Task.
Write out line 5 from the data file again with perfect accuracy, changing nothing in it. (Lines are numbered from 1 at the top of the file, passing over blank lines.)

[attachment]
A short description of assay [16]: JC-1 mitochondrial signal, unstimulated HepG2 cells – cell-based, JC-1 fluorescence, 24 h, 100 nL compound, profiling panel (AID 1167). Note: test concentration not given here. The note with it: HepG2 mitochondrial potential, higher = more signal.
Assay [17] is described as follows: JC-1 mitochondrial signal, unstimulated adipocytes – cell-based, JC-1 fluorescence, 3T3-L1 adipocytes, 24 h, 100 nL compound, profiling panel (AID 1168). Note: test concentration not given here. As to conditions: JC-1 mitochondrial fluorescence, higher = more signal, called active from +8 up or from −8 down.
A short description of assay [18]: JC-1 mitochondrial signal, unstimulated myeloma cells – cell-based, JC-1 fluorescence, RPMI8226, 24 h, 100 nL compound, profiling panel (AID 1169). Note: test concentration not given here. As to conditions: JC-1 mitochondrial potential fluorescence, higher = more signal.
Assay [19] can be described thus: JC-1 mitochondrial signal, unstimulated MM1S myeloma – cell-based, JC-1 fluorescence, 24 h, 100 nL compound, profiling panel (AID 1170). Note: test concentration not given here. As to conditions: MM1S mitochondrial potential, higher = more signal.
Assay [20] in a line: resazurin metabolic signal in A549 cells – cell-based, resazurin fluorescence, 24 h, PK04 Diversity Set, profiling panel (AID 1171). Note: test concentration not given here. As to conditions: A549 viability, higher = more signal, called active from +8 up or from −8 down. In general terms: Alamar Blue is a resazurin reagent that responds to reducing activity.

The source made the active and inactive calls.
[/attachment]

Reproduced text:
Assay [20] in a line: resazurin metabolic signal in A549 cells – cell-based, resazurin fluorescence, 24 h, PK04 Diversity Set, profiling panel (AID 1171). Note: test concentration not given here. As to conditions: A549 viability, higher = more signal, called active from +8 up or from −8 down. In general terms: Alamar Blue is a resazurin reagent that responds to reducing activity.